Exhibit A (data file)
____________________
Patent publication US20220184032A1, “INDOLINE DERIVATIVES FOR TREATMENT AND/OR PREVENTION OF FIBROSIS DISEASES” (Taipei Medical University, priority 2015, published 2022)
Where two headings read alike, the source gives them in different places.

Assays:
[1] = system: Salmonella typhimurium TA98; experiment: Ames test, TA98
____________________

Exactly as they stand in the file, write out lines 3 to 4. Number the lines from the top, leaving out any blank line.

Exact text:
Assays:
[1] = system: Salmonella typhimurium TA98; experiment: Ames test, TA98